How to Keep Remote Employees on Task Without Spying On Them

by Evil HR Lady on May 11, 2020

When you take part in a Zoom meeting, you can see your own face on the screen and you should be fully aware that your coworkers can see you and whatever is behind you. This has resulted in some hilarious situations as children, pets, and spouses have wandered into meetings.

But, it’s also possible that your boss is watching you when you’re not aware of it. Or it’s possible that your boss is watching your family when they aren’t aware of it. If you’re not in a meeting, your spouse may think it’s okay to come in and change his clothes in the bedroom where you’re working, but whoopsie, the boss gets a show.

It’s not just video cameras, it can also be screen monitoring. The New York Times reports that Hubstaff, a software company that provides tracking screenshots to bosses, has tripled their sales since March–that’s when everyone who could work at home started working at home. 

To keep reading, click here: How to Keep Remote Employees on Task Without Spying On Them

{ 9 comments… read them below or add one }

grannybunny May 11, 2020 at 2:28 pm

A small Post-It Note over ones computer camera works.

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Goober May 11, 2020 at 5:45 pm

Any computer that has a camera also has a microphone. Those are harder to completely block.

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Mr Been There May 11, 2020 at 7:58 pm

But not impossible to block or muffle (especially if you listen to music). Certainly anything personal happens on my cellphone, whether I’m in the office or not.

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Maggie May 13, 2020 at 6:38 pm

You can turn the microphone off in your computer settings.

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Elizabeth West May 11, 2020 at 4:16 pm

Same in the office. Treat employees like adults who can manage their own time and deal individually with slackers and those who aren’t meeting goals. You’ll have happier, more productive people overall.

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Kathy May 11, 2020 at 5:09 pm

I have always wondered about managing by results. How much work should a manager expect from one person where it’s not a widgets-made-per-hour sort of job? Many if not most of my managers touted “smarter not harder” in meetings but measured our productivity by busyness because they didn’t know what results to expect. Never mind that last week Bob wrote a program that cut a whole department’s work in half; what if he did that in a couple hours and slacked off on company time for the rest of the week when he might have made more major contributions? Managers seem to find that a problematic question that they can only answer by observing apparent busyness by whatever methods are available. It leads to dysfunctional behaviors like people working ineffectually so they can look busy longer, or moaning over all the work they do and tearing around looking busy in order to be promoted over someone who is quietly getting more work done. But I’ve never seen any manager training that helped a manager to change this approach.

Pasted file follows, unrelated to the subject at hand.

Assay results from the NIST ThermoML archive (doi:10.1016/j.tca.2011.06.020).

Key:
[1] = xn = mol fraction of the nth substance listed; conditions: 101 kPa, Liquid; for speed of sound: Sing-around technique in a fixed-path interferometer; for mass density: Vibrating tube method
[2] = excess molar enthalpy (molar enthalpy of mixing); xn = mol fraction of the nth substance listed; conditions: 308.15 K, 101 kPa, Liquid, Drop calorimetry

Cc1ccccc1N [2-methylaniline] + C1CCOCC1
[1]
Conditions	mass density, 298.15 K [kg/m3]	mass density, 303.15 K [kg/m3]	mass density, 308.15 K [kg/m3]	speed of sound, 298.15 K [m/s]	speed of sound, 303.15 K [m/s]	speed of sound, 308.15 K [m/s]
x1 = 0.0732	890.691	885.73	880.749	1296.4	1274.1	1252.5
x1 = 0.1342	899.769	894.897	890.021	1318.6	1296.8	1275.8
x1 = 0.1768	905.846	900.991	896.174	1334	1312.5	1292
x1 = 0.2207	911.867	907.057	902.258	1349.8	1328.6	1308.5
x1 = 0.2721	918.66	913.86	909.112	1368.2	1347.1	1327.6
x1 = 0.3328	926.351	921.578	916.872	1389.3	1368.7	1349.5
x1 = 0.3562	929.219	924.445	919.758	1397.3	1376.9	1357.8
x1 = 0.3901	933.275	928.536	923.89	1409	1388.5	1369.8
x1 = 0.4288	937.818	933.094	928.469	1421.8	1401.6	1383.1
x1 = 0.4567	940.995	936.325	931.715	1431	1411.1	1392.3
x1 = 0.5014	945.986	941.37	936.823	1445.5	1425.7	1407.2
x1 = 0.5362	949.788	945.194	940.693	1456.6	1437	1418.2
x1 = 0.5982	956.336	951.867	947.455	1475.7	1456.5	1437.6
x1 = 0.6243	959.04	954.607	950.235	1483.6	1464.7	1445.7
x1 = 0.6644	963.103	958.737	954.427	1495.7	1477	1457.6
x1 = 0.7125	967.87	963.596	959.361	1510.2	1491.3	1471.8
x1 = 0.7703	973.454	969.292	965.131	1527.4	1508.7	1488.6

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Millennial Perspective May 14, 2020 at 10:06 pm

Theres a fascinating article about a man who quitely automated his job. Spent all day playng with his kids and checking emails and never did any work. People were split on if he was wrong or not.

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James May 15, 2020 at 8:20 pm

I’d say give him more work and see if he can automate it as well. That sort of laziness has revolutionized businesses before–Adam Smith wrote about a kid who revolutionized the steam engine because he wanted to play with his friends, for example. If you can do the same output and cut payroll in half that means you can cut costs, undercut your competition, and increase margins; it’s an all-around win for the company if you play it right.

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James May 11, 2020 at 6:12 pm

If your solution to a problem involves the word “spy”, or anything close to the word “spy”, and you’re not a government agency, you’re probably doing something wrong.

Plus, what constitutes work-appropriate can be hard to pin down. I remember an archaeologist who got in trouble with this. She went to a fellow archaeologist’s personal webiste to download some papers (standard practice in the field, and it saved the company a few hundred dollars and two weeks delay). Unfortunately the website contained some adult material associated with the other archaeologist’s personal hobbies, which raised flags with IT and HR. That’s the most memorable example (we had a few meetings about it), but I’ve seen others as well. Point is, in order to spy on people you need to know what you’re looking for–and 99 times out of 100, managers won’t.

Or to give another (perhaps more applicable) example: Sometimes work involves thinking about data. Can you differentiate, in a photo, between me staring off into space because I’m working on my fantasy football roster vs me staring off into space because I’m trying to figure out a thorny problem involving data I’ve just received? Can you determine if I’m away from my computer because I’m watching TV or because I’m getting coffee and reading a report that’s relevant to the job? If not, how can you use these spy programs to evaluate my performance?

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